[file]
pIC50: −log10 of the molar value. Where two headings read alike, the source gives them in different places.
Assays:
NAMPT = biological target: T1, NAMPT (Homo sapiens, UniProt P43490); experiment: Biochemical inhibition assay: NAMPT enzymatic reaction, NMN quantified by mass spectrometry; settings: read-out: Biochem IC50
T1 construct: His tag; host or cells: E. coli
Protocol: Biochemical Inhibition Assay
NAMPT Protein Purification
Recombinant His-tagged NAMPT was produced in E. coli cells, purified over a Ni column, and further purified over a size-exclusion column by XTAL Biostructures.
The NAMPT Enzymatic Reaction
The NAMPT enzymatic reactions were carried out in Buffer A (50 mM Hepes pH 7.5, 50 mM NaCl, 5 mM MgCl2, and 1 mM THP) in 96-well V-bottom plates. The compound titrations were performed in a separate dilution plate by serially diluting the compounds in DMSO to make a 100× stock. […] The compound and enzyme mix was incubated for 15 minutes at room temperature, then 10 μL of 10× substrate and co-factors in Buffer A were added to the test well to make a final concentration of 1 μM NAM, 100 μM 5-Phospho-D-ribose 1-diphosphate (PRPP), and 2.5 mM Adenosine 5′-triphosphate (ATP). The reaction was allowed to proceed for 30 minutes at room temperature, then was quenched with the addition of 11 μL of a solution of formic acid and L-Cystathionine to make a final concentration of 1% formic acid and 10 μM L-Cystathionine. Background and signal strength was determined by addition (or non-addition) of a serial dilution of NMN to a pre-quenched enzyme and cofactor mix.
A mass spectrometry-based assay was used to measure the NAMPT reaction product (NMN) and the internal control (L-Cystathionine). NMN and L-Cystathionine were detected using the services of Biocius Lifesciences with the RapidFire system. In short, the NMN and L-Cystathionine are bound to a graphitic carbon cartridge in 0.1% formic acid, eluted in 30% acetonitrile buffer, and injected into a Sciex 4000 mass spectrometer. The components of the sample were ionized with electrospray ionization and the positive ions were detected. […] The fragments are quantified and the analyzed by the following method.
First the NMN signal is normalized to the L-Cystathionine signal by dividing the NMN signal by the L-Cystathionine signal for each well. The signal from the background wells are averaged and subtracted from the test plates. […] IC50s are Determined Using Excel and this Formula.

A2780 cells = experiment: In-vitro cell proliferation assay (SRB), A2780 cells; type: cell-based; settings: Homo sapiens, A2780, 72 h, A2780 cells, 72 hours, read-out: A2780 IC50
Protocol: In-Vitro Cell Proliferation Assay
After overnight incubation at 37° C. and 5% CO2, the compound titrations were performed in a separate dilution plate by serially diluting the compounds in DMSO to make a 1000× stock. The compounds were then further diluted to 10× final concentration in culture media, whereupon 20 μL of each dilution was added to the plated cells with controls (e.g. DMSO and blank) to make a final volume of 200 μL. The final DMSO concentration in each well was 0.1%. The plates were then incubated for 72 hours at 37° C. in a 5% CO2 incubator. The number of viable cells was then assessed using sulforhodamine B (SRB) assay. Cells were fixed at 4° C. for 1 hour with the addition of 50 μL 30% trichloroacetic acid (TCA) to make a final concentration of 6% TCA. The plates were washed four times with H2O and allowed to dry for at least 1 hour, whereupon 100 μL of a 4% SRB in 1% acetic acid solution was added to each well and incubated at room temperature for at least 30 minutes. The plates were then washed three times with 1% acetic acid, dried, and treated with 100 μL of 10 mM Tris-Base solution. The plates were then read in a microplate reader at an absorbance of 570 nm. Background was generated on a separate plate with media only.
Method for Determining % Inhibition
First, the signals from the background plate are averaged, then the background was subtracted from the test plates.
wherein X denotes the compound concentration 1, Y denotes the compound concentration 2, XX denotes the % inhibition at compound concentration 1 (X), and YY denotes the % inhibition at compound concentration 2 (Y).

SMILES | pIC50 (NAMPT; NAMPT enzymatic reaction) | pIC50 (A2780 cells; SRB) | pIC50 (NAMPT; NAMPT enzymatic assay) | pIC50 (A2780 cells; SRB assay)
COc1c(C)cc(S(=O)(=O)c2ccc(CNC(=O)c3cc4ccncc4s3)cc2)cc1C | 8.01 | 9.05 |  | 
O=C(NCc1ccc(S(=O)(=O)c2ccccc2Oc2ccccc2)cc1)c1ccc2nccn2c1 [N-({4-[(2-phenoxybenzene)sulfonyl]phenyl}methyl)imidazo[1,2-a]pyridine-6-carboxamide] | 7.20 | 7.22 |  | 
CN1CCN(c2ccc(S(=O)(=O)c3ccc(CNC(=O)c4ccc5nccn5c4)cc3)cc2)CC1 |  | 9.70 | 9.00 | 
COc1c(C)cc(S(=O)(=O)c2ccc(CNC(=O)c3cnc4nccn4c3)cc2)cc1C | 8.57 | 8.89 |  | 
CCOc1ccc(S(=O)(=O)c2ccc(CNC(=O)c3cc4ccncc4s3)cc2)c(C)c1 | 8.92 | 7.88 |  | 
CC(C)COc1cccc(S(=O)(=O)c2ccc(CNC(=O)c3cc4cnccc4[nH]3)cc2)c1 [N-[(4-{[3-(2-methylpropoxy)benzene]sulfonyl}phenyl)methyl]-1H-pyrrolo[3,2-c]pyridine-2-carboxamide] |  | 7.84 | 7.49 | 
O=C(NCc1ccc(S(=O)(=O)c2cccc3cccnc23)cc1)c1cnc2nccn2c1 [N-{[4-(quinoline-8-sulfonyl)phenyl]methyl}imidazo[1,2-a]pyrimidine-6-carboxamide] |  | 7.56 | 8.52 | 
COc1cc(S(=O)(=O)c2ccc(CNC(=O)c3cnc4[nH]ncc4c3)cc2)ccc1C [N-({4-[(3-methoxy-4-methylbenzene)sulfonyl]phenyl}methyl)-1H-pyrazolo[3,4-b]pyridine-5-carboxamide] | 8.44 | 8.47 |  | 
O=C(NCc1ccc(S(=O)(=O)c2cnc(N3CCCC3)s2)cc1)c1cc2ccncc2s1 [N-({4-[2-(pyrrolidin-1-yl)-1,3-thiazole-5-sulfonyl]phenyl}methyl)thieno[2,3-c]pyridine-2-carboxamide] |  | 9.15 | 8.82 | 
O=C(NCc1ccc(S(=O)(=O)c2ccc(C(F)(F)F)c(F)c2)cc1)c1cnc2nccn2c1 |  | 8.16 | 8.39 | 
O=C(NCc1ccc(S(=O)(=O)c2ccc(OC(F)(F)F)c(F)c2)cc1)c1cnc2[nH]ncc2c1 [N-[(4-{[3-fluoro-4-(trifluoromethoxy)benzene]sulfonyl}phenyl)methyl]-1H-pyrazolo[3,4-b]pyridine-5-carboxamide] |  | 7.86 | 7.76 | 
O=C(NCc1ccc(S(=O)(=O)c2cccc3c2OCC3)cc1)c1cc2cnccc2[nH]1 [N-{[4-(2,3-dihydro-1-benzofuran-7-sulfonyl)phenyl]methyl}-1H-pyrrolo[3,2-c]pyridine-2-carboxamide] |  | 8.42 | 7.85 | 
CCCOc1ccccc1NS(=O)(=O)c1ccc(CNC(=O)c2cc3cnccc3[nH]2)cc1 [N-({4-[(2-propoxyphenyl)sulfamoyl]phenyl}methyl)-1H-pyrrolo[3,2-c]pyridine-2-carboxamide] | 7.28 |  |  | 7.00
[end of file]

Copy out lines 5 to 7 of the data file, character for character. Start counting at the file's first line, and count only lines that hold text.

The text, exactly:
Protocol: Biochemical Inhibition Assay
NAMPT Protein Purification
Recombinant His-tagged NAMPT was produced in E. coli cells, purified over a Ni column, and further purified over a size-exclusion column by XTAL Biostructures.